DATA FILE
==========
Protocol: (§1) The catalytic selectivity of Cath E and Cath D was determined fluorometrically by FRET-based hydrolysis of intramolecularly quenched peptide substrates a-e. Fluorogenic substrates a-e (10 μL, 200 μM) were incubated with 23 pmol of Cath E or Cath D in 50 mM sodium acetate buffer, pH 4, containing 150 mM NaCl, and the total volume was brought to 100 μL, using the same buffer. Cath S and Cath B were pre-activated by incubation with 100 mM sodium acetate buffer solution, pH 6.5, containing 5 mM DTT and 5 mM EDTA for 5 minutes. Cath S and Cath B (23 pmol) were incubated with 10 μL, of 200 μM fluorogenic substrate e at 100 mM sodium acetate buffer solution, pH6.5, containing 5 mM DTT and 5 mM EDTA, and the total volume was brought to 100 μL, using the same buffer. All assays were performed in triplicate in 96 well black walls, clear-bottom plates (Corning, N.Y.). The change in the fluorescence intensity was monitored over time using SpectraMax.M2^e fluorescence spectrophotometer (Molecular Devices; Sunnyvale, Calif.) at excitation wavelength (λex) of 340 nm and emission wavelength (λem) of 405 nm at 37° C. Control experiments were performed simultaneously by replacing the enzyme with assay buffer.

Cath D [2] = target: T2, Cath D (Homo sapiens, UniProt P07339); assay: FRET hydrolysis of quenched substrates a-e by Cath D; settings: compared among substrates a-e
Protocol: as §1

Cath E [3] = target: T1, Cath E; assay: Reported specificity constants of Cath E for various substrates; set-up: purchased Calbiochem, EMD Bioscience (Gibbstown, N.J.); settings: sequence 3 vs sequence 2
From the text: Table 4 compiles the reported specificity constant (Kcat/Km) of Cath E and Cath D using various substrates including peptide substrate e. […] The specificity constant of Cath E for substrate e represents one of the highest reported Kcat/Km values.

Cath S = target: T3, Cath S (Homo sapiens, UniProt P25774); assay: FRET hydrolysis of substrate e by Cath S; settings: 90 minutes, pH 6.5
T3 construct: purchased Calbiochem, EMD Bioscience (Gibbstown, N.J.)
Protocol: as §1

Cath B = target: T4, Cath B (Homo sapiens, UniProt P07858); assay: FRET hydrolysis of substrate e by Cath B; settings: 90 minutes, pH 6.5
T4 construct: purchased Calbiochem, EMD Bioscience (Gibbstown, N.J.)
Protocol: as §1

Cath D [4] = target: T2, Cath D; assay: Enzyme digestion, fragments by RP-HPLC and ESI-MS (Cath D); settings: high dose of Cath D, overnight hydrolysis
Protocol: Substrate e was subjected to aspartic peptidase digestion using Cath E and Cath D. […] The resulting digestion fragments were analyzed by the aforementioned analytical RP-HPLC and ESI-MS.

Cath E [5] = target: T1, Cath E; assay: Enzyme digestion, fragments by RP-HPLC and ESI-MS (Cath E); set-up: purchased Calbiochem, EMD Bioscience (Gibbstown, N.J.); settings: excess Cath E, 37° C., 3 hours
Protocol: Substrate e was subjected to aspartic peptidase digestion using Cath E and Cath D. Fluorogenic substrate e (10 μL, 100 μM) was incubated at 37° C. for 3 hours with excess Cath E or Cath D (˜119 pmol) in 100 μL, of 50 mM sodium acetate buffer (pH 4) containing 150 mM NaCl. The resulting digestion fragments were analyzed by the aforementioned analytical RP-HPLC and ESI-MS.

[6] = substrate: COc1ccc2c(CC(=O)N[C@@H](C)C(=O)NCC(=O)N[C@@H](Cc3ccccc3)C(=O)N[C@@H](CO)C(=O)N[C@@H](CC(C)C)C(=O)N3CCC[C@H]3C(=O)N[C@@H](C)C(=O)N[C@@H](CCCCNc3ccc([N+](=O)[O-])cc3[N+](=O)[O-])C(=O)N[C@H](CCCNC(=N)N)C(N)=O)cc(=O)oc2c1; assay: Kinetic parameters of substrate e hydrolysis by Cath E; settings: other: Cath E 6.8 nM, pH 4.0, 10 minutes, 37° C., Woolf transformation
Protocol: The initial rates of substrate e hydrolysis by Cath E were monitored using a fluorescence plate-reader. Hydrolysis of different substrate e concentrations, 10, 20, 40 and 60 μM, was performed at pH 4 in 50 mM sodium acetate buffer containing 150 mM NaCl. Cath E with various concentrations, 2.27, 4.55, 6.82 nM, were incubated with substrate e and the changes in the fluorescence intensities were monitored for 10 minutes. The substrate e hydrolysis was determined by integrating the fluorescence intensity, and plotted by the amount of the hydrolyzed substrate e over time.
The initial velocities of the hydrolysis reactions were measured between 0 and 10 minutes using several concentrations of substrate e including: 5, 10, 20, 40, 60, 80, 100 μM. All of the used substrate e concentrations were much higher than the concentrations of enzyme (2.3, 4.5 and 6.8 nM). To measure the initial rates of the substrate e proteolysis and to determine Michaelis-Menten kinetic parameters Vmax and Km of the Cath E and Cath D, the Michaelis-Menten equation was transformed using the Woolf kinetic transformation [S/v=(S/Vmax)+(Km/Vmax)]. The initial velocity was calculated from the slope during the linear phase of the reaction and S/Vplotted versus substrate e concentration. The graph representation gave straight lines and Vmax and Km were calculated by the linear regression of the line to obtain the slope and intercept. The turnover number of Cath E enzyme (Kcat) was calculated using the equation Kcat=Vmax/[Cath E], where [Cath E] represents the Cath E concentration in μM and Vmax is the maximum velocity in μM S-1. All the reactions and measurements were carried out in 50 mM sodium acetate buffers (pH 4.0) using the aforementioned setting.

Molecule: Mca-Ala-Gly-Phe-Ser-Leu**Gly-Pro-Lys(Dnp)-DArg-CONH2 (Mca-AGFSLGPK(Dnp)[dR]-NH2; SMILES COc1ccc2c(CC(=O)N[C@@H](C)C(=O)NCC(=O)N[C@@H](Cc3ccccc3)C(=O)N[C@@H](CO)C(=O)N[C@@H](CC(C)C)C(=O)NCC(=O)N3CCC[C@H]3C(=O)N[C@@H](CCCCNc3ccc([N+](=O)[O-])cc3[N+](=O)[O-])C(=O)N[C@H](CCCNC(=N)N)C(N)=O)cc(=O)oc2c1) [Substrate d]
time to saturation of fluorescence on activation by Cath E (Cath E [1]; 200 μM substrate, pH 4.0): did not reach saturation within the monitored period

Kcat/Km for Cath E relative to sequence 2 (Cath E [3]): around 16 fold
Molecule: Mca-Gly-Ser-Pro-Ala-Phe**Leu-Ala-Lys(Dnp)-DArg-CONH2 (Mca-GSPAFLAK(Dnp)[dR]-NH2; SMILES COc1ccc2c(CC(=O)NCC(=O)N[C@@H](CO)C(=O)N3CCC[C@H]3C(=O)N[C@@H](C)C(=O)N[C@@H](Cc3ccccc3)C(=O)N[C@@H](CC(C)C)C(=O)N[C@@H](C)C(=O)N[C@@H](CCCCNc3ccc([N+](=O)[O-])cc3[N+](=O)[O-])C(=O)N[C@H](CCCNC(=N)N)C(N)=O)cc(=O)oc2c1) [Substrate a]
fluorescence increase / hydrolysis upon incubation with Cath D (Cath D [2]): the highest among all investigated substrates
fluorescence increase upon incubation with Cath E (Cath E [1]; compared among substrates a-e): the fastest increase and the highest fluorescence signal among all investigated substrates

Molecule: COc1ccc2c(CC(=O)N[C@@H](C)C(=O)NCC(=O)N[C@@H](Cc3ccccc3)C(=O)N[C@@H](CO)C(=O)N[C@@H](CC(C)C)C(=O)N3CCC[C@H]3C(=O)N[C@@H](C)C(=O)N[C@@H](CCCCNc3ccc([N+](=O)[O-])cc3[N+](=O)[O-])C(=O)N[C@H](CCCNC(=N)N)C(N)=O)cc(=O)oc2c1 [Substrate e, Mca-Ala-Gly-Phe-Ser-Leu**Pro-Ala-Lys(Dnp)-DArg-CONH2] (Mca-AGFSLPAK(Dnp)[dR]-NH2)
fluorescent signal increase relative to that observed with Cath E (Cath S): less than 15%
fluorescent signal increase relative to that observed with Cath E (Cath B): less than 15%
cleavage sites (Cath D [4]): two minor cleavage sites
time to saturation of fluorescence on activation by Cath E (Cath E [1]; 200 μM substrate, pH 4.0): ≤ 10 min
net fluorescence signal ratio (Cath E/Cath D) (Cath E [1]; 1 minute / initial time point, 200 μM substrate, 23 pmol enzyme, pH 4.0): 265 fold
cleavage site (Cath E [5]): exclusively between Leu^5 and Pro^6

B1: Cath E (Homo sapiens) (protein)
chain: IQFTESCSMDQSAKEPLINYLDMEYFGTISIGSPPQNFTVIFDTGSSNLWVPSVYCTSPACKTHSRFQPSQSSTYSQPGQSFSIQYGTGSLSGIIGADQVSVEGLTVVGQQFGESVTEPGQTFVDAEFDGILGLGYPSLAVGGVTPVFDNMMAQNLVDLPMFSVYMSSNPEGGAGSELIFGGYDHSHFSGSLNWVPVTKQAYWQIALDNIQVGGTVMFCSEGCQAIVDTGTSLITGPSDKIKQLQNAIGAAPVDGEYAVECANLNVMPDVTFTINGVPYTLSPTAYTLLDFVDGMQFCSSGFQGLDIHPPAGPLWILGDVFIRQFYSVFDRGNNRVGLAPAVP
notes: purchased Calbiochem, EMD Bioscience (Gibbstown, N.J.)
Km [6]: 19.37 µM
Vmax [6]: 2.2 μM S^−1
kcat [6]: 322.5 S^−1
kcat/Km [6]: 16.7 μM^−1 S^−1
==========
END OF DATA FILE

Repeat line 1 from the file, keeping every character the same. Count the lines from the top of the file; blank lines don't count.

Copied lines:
Protocol: (§1) The catalytic selectivity of Cath E and Cath D was determined fluorometrically by FRET-based hydrolysis of intramolecularly quenched peptide substrates a-e. Fluorogenic substrates a-e (10 μL, 200 μM) were incubated with 23 pmol of Cath E or Cath D in 50 mM sodium acetate buffer, pH 4, containing 150 mM NaCl, and the total volume was brought to 100 μL, using the same buffer. Cath S and Cath B were pre-activated by incubation with 100 mM sodium acetate buffer solution, pH 6.5, containing 5 mM DTT and 5 mM EDTA for 5 minutes. Cath S and Cath B (23 pmol) were incubated with 10 μL, of 200 μM fluorogenic substrate e at 100 mM sodium acetate buffer solution, pH6.5, containing 5 mM DTT and 5 mM EDTA, and the total volume was brought to 100 μL, using the same buffer. All assays were performed in triplicate in 96 well black walls, clear-bottom plates (Corning, N.Y.). The change in the fluorescence intensity was monitored over time using SpectraMax.M2^e fluorescence spectrophotometer (Molecular Devices; Sunnyvale, Calif.) at excitation wavelength (λex) of 340 nm and emission wavelength (λem) of 405 nm at 37° C. Control experiments were performed simultaneously by replacing the enzyme with assay buffer.